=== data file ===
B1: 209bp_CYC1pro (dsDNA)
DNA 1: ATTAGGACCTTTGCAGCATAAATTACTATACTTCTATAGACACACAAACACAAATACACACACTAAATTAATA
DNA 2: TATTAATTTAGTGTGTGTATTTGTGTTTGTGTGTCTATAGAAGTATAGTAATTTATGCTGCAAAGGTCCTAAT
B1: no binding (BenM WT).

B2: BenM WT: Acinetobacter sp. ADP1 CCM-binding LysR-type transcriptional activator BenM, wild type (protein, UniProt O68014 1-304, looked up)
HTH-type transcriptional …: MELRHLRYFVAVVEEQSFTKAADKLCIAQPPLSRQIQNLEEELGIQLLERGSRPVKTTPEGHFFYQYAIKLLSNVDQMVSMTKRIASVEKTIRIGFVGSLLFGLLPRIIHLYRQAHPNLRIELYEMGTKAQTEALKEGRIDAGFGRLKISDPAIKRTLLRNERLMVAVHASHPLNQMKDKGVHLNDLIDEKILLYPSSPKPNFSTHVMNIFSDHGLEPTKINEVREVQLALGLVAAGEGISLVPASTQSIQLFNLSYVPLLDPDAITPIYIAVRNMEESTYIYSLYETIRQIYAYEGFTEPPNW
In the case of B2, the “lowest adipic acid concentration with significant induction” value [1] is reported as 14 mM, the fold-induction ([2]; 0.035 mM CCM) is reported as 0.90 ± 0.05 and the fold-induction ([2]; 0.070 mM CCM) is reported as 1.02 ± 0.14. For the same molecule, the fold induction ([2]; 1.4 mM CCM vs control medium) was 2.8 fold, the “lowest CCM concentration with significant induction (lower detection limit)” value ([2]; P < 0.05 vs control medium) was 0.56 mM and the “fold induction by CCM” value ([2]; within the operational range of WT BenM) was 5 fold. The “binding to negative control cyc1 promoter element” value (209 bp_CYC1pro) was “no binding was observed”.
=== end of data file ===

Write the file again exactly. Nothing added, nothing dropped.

B1: 209bp_CYC1pro (dsDNA)
DNA 1: ATTAGGACCTTTGCAGCATAAATTACTATACTTCTATAGACACACAAACACAAATACACACACTAAATTAATA
DNA 2: TATTAATTTAGTGTGTGTATTTGTGTTTGTGTGTCTATAGAAGTATAGTAATTTATGCTGCAAAGGTCCTAAT
B1: no binding (BenM WT).

B2: BenM WT: Acinetobacter sp. ADP1 CCM-binding LysR-type transcriptional activator BenM, wild type (protein, UniProt O68014 1-304, looked up)
HTH-type transcriptional …: MELRHLRYFVAVVEEQSFTKAADKLCIAQPPLSRQIQNLEEELGIQLLERGSRPVKTTPEGHFFYQYAIKLLSNVDQMVSMTKRIASVEKTIRIGFVGSLLFGLLPRIIHLYRQAHPNLRIELYEMGTKAQTEALKEGRIDAGFGRLKISDPAIKRTLLRNERLMVAVHASHPLNQMKDKGVHLNDLIDEKILLYPSSPKPNFSTHVMNIFSDHGLEPTKINEVREVQLALGLVAAGEGISLVPASTQSIQLFNLSYVPLLDPDAITPIYIAVRNMEESTYIYSLYETIRQIYAYEGFTEPPNW
In the case of B2, the “lowest adipic acid concentration with significant induction” value [1] is reported as 14 mM, the fold-induction ([2]; 0.035 mM CCM) is reported as 0.90 ± 0.05 and the fold-induction ([2]; 0.070 mM CCM) is reported as 1.02 ± 0.14. For the same molecule, the fold induction ([2]; 1.4 mM CCM vs control medium) was 2.8 fold, the “lowest CCM concentration with significant induction (lower detection limit)” value ([2]; P < 0.05 vs control medium) was 0.56 mM and the “fold induction by CCM” value ([2]; within the operational range of WT BenM) was 5 fold. The “binding to negative control cyc1 promoter element” value (209 bp_CYC1pro) was “no binding was observed”.